2,000,000                         Projections                                     ...
How Many New Babies?
Who is Having Them and
        When??
Year Recorded/Projected          Actual/Projected Live births
 ...
Student Ethnic
Distribution, FY07  American Indian/
                                        Asian, Pacific
               ...
Teacher Ethnic
Distribution, FY07
                  American Indian, 0.1%                    Asian, 0.6%

                ...
Experience Groups of
Teachers
            40

            30                                                          The ...
Age Groups (using Georgia Certified
Personnel Information Report and Date of
Birth) and Teaching Experience groups (based
...
Aging of the Teacher
      Workforce, FY99-FY06
• With an increase in the                           4,000

average and new...
Fundamentals:
Planning and
Forecasting
Location(s)
                                                                  Work Assignment(s)
                         ...
Problems in Human Resource Plan
      Schools and Districts
    Mathematic and data complexities in computing educator pe...
Problems in Human Resource Plans
       Schools and Districts
     Must be updated frequently in states, districts and sc...
A Good SWOT is a Great
          Beginning
           Strengths                       Opportunities
Internal              ...
Can you ANNUALLY and OVER TIME show
    and/or predict where you get your
  In- and Out-of-state veteran and new
         ...
Students are the only reason that we need
teachers and administrators. Students
determine how many purchased copies print ...
Inventory Distribution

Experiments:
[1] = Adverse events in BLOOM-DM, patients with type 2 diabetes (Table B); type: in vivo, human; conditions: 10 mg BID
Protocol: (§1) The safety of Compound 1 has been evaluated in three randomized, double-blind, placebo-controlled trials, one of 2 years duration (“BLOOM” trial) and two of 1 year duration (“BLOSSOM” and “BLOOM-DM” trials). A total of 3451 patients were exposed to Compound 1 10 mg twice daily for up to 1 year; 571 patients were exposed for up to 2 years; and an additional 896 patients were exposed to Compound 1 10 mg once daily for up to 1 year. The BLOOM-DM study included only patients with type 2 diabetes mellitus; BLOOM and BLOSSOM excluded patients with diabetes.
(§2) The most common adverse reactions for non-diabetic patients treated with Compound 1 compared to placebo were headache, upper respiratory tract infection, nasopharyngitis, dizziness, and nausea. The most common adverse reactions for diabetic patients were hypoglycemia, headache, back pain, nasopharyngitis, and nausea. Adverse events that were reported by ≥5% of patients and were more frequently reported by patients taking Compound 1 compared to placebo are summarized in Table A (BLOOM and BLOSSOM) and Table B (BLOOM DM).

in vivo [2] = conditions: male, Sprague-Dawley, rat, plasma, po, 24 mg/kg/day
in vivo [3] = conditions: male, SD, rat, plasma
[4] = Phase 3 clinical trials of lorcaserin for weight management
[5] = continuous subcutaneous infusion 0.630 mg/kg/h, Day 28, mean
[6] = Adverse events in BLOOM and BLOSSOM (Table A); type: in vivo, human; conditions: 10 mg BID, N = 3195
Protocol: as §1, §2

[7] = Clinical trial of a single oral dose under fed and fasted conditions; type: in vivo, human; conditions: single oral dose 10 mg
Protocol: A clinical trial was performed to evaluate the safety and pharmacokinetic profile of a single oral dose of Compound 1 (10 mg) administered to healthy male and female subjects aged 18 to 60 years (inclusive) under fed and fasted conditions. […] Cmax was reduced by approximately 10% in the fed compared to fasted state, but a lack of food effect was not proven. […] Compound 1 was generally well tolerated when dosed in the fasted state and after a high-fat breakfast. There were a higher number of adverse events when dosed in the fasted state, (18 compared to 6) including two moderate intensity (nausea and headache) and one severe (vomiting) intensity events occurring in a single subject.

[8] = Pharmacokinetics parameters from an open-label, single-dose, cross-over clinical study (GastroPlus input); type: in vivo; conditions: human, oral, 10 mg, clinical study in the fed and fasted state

Results:          Future
     Educator Workforce
Change Over Time or Exponentially
• Managerial ...
Inventory Distribution
      Results:          Future
        Educator Workforce
    Change Over Time or Exponentially
•  ...
School Staffing and IBM
    IBM has set out to recreate itself as a globally integrated and
    high performing enterpris...
School Staffing Plan:
        Communication and Continuous
                Evaluation

   Communication plan must be care...
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Educator Workforce Planning and Forecasting

  1. 1. Educator Workforce Planning and Forecasting National Association for Alternative Certification 2007 Pre-conference Seminar Facilitators: Dr. Cyndy Stephens, Director Division for Educator Workforce Research and Development (EWRRAD) Georgia Professional Standards Commission Dr. Tom Hall, Director of Special Projects Georgia Professional Standards Commission Dr. Winifred Nweke, Coordinator of Research and Evaluation Division for Educator Workforce Research and Development (EWRRAD) Georgia Professional Standards Commission April 3, 2007
  2. 2. “Spooner” or Planner When it rains manna from heaven, some people put up an umbrella. Others reach for a big spoon. 1 Traditionally HR is seen as running for the umbrella. No matter what happens, we’ll keep doing what we do the way we’ve always done it. This is no longer true in many leading organizations. A truly modern HR department is constantly evaluating the workforce and applying its strategies. Every change in the business of education should be seen as an opportunity for HR to act. Whether it’s a new product, organization, or a shift in strategy, the workforce is not only impacted – the workforce impacts. When change comes your way, don’t run. Participate in change and participate in strategy. Get yourself a seat at the proverbial table. Drucker, Peter F. “The Daily Drucker.” HarperCollins, 2004. Page 76
  3. 3. Presentation Guide  Workforce Focus on School Staffing • Planning • Forecasting  Models  Demand  Supply  Policy  Discussion
  4. 4. Strategic Workforce Planning (SWP): Long Definition SWP Analytic, Planning and Forecasting process that connects and directs talent management activities to ensure an organization has the right people in the right places at the right time and at the right price to execute its business strategy “The Business of Schools” “The School Business” Strategic Workforce Planning: Forecasting Human Capital Needs to Execute Business Strategy. Published By: The Conference Board September 2006. Report Code: #CB-1391